Chinese pistache leaf wreath

Autumn Joy

When trees are freshly painted with their burnished fall hues, take advantage of their splendor. Gather some leaves and clippings to create wreaths or swags for your gates, doors, or mantels. For a quick update on your porch, fill a pot or window box with the colors of the season.

Bunches of Chinese pistache leaves cover this 8-inch straw wreath base (about $10 at craft stores). Here's how to make it and more.


Make a wreath
Thomas J. Story

Make a Wreath

After you have collected clippings of the leaves you wish to use, gather stems into bunches of four or five. Pin the first bunch to the wreath base with a U-shaped floral pin (available at craft stores), with leaf tips facing clockwise. Place a second bunch on the base, overlapping the first slightly to cover the pins. Continue, working counterclockwise, until the base is covered.


Make a swag
Thomas J. Story

Make a Swag

This gracefully curving swag creates a leafy half-moon on a garden gate. Japanese maple clippings and liquidambar leaves are tucked into a base of twiggy stems.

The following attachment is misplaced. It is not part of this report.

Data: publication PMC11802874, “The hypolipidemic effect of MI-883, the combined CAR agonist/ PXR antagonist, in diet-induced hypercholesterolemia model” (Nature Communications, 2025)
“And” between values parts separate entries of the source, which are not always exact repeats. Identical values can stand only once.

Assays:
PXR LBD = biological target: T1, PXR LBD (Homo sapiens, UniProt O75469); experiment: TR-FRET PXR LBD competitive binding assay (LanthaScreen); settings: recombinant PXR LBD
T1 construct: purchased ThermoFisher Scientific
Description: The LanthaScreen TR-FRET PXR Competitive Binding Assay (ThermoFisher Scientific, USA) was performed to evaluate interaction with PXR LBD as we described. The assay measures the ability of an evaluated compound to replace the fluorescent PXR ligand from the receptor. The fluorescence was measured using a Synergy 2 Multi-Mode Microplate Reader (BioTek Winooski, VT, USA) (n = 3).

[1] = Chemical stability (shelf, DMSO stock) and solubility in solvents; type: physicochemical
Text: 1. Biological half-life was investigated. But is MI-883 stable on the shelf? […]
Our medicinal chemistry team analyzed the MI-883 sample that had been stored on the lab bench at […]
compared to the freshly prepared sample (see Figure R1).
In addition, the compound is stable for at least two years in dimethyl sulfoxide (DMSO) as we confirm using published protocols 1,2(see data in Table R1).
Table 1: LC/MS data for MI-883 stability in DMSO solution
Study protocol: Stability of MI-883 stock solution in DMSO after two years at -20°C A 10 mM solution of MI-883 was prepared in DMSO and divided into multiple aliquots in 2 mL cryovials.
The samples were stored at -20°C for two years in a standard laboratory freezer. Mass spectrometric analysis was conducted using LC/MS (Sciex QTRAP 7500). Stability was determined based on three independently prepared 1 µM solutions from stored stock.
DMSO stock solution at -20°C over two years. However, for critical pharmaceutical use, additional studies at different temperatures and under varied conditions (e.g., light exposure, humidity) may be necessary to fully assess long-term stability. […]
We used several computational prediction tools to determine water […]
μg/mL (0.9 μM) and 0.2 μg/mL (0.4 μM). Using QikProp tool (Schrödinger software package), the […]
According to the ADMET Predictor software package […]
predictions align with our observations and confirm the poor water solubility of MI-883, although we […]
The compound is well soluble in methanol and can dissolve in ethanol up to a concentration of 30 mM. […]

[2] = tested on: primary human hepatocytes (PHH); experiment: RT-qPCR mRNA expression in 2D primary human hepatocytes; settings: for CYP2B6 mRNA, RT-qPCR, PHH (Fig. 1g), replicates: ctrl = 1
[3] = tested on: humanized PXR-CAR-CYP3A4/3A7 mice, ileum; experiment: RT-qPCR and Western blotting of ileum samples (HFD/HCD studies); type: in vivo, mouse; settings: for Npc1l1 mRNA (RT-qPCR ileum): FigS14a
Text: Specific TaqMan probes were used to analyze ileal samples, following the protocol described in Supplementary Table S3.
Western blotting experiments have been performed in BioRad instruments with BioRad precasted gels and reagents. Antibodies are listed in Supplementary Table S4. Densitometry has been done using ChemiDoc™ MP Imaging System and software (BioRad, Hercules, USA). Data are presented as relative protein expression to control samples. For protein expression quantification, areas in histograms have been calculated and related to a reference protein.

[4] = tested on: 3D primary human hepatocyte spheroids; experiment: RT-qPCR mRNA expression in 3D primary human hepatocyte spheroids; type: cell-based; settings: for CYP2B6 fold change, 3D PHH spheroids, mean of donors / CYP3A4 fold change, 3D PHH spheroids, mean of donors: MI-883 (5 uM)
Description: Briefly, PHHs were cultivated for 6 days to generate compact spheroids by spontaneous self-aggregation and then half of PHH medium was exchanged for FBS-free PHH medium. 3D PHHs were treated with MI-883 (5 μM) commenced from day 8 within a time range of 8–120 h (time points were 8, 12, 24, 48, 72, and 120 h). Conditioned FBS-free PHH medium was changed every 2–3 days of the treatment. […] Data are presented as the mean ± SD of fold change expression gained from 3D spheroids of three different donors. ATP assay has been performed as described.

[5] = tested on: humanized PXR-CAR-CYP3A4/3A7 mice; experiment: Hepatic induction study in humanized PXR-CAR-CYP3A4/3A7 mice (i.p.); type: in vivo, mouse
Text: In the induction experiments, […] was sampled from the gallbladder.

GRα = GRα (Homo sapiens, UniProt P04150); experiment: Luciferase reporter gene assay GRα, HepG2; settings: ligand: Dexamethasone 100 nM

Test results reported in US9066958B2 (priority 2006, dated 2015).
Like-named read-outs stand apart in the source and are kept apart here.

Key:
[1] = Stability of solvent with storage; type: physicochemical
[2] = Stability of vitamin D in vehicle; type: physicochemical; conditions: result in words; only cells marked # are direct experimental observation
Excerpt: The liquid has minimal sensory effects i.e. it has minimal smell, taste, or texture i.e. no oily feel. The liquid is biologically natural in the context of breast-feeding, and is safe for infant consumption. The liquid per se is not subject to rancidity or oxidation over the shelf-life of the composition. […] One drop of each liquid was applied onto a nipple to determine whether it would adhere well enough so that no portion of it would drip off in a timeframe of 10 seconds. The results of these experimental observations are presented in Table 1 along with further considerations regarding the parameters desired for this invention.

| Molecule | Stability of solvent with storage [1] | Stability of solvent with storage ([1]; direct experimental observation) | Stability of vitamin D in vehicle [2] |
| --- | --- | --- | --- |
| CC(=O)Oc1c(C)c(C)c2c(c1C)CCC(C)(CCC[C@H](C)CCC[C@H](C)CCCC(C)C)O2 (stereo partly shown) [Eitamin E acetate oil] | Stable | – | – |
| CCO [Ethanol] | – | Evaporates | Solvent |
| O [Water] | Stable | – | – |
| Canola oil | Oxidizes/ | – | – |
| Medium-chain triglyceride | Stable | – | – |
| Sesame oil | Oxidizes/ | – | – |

If you have a birch or similar tree that drops wispy branches, you can gather several into a bunch and tie them in the middle with florist's wire. Otherwise, buy a twiggy swag base at a craft store (about $10 for one 16 inches long).


How to make a swag
Thomas J. Story

Swag How-To

Harvest about 12 maple stems, making cuts back to just above a side branch, as you would for usual pruning. Poke the liquidambar leaves into a tied bunch of wispy branches or a purchased swag base, working from one end to the other; weave their short stems a bit among the twigs to secure them. Fill in with the Japanese maple clippings, working the stem ends into the swag base to hold everything in place.


A window box of fall flowers on top of a mantel.
Thomas J. Story

Fill a Window Box

Flame-colored foliage adds just the right touch on the mantel of this outdoor fireplace. The arrangement, made of 8- to 12-inch stems of berries and leaves, fills a window box that's 24 inches long, 8 inches wide, and 6 1/2 inches deep. Pin oak, liquidambar, and snowball viburnum clippings are arranged with stem ends in moist florist's foam; clusters of bright red pyracantha berries spill over the box's edges.


Window Box How-To
Thomas J. Story

Window Box How-To

Soak three blocks of florist's foam in a bucket of water, then set them on plastic trays inside the window box. Poke the clippings into the foam. Plastic trays and florist's foam are available at craft stores; window boxes are sold at nurseries and garden centers.


Printed From:
http://www.myhomeideas.com/holidays/easy-autumn-color